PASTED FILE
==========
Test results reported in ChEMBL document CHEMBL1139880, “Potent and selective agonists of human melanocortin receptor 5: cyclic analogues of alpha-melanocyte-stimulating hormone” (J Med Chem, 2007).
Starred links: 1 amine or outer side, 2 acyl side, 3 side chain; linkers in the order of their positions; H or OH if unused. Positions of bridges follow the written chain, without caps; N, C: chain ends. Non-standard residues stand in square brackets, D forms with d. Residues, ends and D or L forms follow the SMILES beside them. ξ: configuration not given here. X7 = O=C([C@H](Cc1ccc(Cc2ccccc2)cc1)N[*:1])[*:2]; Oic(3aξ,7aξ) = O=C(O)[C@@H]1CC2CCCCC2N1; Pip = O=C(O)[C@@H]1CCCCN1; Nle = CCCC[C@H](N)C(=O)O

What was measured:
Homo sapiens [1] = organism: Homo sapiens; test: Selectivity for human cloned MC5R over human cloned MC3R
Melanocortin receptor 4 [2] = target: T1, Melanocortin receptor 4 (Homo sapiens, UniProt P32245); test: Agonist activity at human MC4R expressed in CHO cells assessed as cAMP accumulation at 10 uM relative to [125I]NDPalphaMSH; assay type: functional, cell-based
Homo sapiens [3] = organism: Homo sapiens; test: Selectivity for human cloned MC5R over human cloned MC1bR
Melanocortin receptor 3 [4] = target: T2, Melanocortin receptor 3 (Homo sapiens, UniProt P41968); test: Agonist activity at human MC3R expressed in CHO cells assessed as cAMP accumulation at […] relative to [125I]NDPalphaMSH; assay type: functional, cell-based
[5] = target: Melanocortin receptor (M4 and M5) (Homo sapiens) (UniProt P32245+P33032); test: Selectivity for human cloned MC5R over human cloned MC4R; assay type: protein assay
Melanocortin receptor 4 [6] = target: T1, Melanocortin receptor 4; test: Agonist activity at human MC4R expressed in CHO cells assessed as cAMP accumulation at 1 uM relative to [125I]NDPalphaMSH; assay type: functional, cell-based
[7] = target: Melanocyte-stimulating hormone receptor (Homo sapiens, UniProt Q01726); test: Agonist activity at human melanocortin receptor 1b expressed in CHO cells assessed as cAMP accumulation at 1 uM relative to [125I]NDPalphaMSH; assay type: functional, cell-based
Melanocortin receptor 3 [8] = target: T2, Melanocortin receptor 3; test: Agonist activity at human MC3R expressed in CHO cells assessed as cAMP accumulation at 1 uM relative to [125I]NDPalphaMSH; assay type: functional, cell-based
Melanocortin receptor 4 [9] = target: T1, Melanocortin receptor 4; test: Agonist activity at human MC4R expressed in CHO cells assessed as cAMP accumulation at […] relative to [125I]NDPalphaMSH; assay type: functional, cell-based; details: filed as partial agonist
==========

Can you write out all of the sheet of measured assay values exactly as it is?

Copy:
Test results reported in ChEMBL document CHEMBL1139880, “Potent and selective agonists of human melanocortin receptor 5: cyclic analogues of alpha-melanocyte-stimulating hormone” (J Med Chem, 2007).
Starred links: 1 amine or outer side, 2 acyl side, 3 side chain; linkers in the order of their positions; H or OH if unused. Positions of bridges follow the written chain, without caps; N, C: chain ends. Non-standard residues stand in square brackets, D forms with d. Residues, ends and D or L forms follow the SMILES beside them. ξ: configuration not given here. X7 = O=C([C@H](Cc1ccc(Cc2ccccc2)cc1)N[*:1])[*:2]; Oic(3aξ,7aξ) = O=C(O)[C@@H]1CC2CCCCC2N1; Pip = O=C(O)[C@@H]1CCCCN1; Nle = CCCC[C@H](N)C(=O)O

What was measured:
Homo sapiens [1] = organism: Homo sapiens; test: Selectivity for human cloned MC5R over human cloned MC3R
Melanocortin receptor 4 [2] = target: T1, Melanocortin receptor 4 (Homo sapiens, UniProt P32245); test: Agonist activity at human MC4R expressed in CHO cells assessed as cAMP accumulation at 10 uM relative to [125I]NDPalphaMSH; assay type: functional, cell-based
Homo sapiens [3] = organism: Homo sapiens; test: Selectivity for human cloned MC5R over human cloned MC1bR
Melanocortin receptor 3 [4] = target: T2, Melanocortin receptor 3 (Homo sapiens, UniProt P41968); test: Agonist activity at human MC3R expressed in CHO cells assessed as cAMP accumulation at […] relative to [125I]NDPalphaMSH; assay type: functional, cell-based
[5] = target: Melanocortin receptor (M4 and M5) (Homo sapiens) (UniProt P32245+P33032); test: Selectivity for human cloned MC5R over human cloned MC4R; assay type: protein assay
Melanocortin receptor 4 [6] = target: T1, Melanocortin receptor 4; test: Agonist activity at human MC4R expressed in CHO cells assessed as cAMP accumulation at 1 uM relative to [125I]NDPalphaMSH; assay type: functional, cell-based
[7] = target: Melanocyte-stimulating hormone receptor (Homo sapiens, UniProt Q01726); test: Agonist activity at human melanocortin receptor 1b expressed in CHO cells assessed as cAMP accumulation at 1 uM relative to [125I]NDPalphaMSH; assay type: functional, cell-based
Melanocortin receptor 3 [8] = target: T2, Melanocortin receptor 3; test: Agonist activity at human MC3R expressed in CHO cells assessed as cAMP accumulation at 1 uM relative to [125I]NDPalphaMSH; assay type: functional, cell-based
Melanocortin receptor 4 [9] = target: T1, Melanocortin receptor 4; test: Agonist activity at human MC4R expressed in CHO cells assessed as cAMP accumulation at […] relative to [125I]NDPalphaMSH; assay type: functional, cell-based; details: filed as partial agonist